So it’s surprising that so many mission or value statements are very similar, somewhat generic, and quite inert. We worked with a major player in the global shipping industry to buck that trend.
Our engagement focused on inventing a straw man, or model for an Innovation Narrative headline that would encompass the company’s vision and ongoing work. We dove deep into those operations, and looked long and hard at what its competitors were doing (and what its industry required).
The resulting headline came after a handful of straw man iterations, and promptly became the rallying cry for everything from its client engagements to the textual close of every press release.

Integrating Customer Experience

Integrating Customer Experience

Most brands have multiple customer touch points, and this is especially true for services providers. Often times, these touch points are managed separately, measured against different success metrics and, more than occasionally, work at cross-purposes. Everyone strives to innovate and do the right thing, yet this can often come across to consumers as unnecessary complexity or, worse, lessen the benefits of those innovations. Sometimes, they never even get into market.
We worked with a Top Five American multi-line insurer to support and amplify its spending on innovating customer experience.
Where these experiences occurred ranged from self-operating web visits, to personal meetings with agents. Offerings had different processes and, in some instances, varying scripts. Pricing depended on which department had originated the offer or test.
Our approach was to unify these efforts into a coherent Innovation Narrative that respected the many requirements of policyholder privacy, while building opportunities to make each innovation tell a part of the company’s bigger story.
Bids were increased, more policies were written, and the company’s reputation for innovation was noticed and valued by its agents and other stakeholders. The narrative �panned a dozen innovation initiatives.

Criteria For Judgement

Criteria For Judgement

One of the byproducts of digital media experience is that many of the traditional institutions upon which consumers relied for vetting and affirming commercial claims no longer exist, or are simply not believed. Establishing standards, or the criteria for forming expectations for use and experience, is often the responsibility of corporations, which much deliver this substance as a part of a bigger marketing mandate.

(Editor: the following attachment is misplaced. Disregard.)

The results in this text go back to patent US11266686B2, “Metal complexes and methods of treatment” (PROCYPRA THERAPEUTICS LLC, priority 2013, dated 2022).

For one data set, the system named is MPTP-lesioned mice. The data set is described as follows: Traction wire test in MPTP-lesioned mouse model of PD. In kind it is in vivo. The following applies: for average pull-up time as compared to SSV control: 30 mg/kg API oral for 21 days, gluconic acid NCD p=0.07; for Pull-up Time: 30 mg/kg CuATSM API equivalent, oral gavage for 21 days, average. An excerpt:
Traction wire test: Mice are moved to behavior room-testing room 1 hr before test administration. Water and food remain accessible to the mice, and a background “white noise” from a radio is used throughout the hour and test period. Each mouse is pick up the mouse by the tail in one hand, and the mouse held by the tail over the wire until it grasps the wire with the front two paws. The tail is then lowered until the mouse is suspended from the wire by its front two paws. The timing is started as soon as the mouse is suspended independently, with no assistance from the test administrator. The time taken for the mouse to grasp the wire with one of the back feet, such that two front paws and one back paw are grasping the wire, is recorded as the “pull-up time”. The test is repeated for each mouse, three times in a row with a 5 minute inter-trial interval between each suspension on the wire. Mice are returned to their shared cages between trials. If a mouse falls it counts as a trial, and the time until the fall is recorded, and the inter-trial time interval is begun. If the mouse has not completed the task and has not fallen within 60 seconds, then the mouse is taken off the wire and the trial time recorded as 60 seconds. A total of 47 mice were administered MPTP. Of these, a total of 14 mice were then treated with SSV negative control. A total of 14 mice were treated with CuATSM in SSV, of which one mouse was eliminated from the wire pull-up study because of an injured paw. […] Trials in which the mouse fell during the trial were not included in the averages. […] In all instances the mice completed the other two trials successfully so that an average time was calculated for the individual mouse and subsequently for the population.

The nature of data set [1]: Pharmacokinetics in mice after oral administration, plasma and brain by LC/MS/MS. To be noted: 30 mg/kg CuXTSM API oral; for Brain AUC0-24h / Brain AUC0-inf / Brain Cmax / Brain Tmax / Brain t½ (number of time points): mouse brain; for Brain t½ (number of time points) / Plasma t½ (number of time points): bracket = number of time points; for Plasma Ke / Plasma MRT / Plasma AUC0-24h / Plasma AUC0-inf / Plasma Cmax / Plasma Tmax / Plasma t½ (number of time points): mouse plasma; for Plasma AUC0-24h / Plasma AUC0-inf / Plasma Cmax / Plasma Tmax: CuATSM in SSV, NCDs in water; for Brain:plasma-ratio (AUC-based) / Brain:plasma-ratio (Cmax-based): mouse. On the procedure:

Since innovation can change these deliverables in an instant, some companies have endeavored to define standards for innovation by which their narratives can be grasped by stakeholders.
We helped a very innovative wireless products provider create that backbone for its narrative.
In this case, it amounted to an actual standard by which it and its competitors could be measured; the criteria included product performance, ease of use, frequency of updates, and an overall metric of financial value. The company then announced it would be measured by it, and encouraged its industry competitors to do the same.
The project took on a life of its own, and media and industry analysts began to apply the standard when analyzing innovation. Our client effectively defined innovation for its class of products, which made every action a proof point that only affirmed and strengthened its reputation.

Building Loyalty

Building Loyalty

The funny thing about customer loyalty is that it’s rarely bought, yet many companies presume such relationships are financial: customers are ranked and rewarded for their purchase behavior, usually measured in top-line revenue, and companies reward them with incentives to buy more. So it’s no wonder why many brands struggle to deliver true loyalty, and why they don’t reliably see the value of those relationships reflected in the profitability or sustainability of the business, let alone in the depth and frequency of how well it’s liked.
We worked with one of America’s leading multi-line insurers to extract meaningful value from its innovation efforts to build loyalty.